There’s been some confusion online, on various forums, about the date and place of the Desfile Nacional–the grand closing parade in Santo Domingo–and the other events surrounding the big day.

DR Visitor to the rescue!

Below are all the details on the final Dominican carnival parades taking place in Santo Domingo, including events surrounding Independence Day, as recently confirmed by the Ministry of Culture.

1. Independence Day Military Parade – February 27

Time: 2pm

Location: Santo Domingo’s Malecón (Avenida George Washington). It usually starts around 2pm but last year it started 2 hours late (Dominican time!).

Tip: If you want to glimpse the “official” offering of respects to the DR’s Fathers of Independence, go to the Calle Conde and stand in front of the Puerta del Conde/Parque Independencia. The President makes an appearance here to go inside the mausoleum to pay his respects (you can’t see that part). But it’s interesting to see all the fanfare and the crowds who gather here to watch and clap, or to protest. This takes place usually around 1pm, well before the parade over on the Malecón.

Check out last year’s recap post and video here.

dr independence

2. Alibabá Bands Festival (or Festival de Ali-Bandas) – February 27

Time: 6pm

Location: Plaza Juan Baron on the Malecón (Avenida George Washington). Various Alibabá carnival bands compete on stage.The event kicks off at the end of the military parades. Remember–Dominican time.

What’s Alibabá? An Afro-Caribbean influenced carnival music and dance born in the inner city barrios of Santo Domingo in the 1970s.

3. Crowning of King and Queen of Carnival – March 2

A colorful stage show on Plaza España, celebrating this year’s King and Queen of Carnival (personalities who have contributed a great deal to Dominican carnival or to one of the arts). You can watch it comfortably from one of the outdoor terrace restaurants across the plaza.

Time: 7pm

Place: Plaza España

4. Children’s Carnival Parade (or Desfile Infantil) – March 3

Time: 2pm

Place: Plaza España, Colonial Zone. You can also watch the kids along Calle de Las Damas as they make their way down to the plaza. Or you can grab a terrace seat at one of the taverns across Plaza Espana and watch it all with a cocktail or two.

Check out last year’s photos here.

5. National Carnival Parade (or Desfile Nacional de Carnaval) – March 4

The grand finale of all parades featuring the winning comparsas from around the country’s multiple provinces. It’s not to be missed if you’re a first-timer. This year’s edition is dedicated to the province of San Juan de la Managua. Prepare to be awed by the variety of costumes and the cultural diversity of the Dominican Republic.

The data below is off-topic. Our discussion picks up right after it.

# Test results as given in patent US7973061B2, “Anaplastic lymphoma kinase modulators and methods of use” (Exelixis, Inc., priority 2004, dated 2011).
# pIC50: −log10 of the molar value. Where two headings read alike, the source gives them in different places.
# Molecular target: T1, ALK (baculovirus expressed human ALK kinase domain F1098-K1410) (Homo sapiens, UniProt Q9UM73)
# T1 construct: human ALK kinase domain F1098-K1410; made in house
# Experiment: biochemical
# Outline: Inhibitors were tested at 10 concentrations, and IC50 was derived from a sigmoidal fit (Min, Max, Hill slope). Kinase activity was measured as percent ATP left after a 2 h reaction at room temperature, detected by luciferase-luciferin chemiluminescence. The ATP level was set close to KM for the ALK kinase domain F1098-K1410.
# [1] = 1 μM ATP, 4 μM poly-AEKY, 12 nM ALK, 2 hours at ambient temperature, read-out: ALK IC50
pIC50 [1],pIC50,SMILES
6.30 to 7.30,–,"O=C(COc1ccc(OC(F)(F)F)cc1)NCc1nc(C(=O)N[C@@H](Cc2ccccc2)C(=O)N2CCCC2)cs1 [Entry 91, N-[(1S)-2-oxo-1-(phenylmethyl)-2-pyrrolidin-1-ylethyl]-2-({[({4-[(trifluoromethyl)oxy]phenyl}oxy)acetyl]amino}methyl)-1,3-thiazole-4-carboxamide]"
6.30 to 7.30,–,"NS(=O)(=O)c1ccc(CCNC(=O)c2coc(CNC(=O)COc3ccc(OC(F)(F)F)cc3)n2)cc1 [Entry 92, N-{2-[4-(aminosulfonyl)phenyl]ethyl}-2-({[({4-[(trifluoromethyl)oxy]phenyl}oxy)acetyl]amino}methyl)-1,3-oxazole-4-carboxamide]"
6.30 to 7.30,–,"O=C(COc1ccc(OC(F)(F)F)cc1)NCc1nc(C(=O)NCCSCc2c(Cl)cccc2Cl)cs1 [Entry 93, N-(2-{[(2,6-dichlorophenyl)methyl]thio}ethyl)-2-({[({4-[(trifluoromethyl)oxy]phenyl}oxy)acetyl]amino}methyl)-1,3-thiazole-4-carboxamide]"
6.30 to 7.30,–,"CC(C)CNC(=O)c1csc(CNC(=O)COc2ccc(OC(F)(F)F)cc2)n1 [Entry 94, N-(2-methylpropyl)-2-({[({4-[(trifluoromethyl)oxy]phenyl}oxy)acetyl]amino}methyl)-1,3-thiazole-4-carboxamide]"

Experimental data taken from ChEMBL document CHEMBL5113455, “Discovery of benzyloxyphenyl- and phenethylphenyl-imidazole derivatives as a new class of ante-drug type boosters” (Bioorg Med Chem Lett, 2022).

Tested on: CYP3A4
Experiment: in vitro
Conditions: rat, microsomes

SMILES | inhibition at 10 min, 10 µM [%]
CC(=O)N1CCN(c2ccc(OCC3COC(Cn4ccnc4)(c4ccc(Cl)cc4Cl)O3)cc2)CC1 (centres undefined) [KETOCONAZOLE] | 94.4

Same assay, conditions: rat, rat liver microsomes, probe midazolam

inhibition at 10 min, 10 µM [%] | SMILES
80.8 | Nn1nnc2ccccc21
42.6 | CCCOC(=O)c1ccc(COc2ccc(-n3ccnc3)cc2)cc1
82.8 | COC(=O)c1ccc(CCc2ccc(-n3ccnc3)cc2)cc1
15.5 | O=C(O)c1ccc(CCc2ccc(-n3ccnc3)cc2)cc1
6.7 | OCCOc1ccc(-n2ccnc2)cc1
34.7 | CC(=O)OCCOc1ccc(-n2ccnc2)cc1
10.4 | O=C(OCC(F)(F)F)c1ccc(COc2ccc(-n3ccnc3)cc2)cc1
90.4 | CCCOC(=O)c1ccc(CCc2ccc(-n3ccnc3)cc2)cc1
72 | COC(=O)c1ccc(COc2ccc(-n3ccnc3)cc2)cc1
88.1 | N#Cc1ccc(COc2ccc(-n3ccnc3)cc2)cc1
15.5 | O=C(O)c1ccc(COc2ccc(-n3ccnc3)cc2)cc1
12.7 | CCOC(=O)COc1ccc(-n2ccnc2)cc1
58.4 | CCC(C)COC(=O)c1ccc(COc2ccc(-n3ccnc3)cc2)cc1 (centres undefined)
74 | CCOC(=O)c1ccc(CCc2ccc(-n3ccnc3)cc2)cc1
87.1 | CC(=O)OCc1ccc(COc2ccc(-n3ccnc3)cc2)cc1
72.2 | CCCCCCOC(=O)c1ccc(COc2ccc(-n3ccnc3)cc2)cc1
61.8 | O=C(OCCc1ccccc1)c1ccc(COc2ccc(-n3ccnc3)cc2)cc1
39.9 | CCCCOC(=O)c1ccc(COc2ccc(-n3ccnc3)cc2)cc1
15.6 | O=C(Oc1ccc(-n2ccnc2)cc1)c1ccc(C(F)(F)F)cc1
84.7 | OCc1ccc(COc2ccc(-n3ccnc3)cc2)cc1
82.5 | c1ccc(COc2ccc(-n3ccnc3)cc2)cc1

Time: 2pm

Place: Malecón (waterfront of Santo Domingo). A good place to stand and watch is along the Sheraton or Crowne Plaza, or the Jaragua. Get there early (by 2pm) to claim your spot.

 


Final tip: Bring a small umbrella; it’s been raining (showers on and off) nearly daily this year and I wouldn’t be surprised if that happened during the parades. But not to worry–that never spoils the fun in the DR!

Not sure if you should go? Check this short video out.  Or these photos.

And if you know someone heading to Santo Domingo next week, send them this post.


UPDATE  – Sunday Feb 25: As is often the case, last minute announcements happen in the DR. Today is the Santo Domingo Carnival Parade (group representing only Santo Domingo), kicking off at 3pm and lasting through the evening with concerts featuring Dominican artists. Go to the Malecon and you can still catch it – I’m sure it will start more around 5pm (sunset).

Lebawit Lily Girma

A former corporate attorney, Lebawit Lily Girma is an award-winning travel writer, photographer, and author of several Caribbean guidebooks for US-publisher Moon Travel Guides, including Moon Belize and Moon Dominican Republic. Originally from Ethiopia, Lily calls herself a “culture-holic”–fluent in four languages, she has lived in eight countries besides the U.S., including Belize, Jamaica, and the Dominican Republic. Her articles and photography focusing on culture, adventure, and sustainable travel in the Caribbean region have been published in AFAR Magazine, CNN, BBC, Delta Sky, The Guardian, and others. She is the recipient of the 2016 Marcia Vickery Wallace Award for Excellence in Travel Journalism from the Caribbean Tourism Organization.

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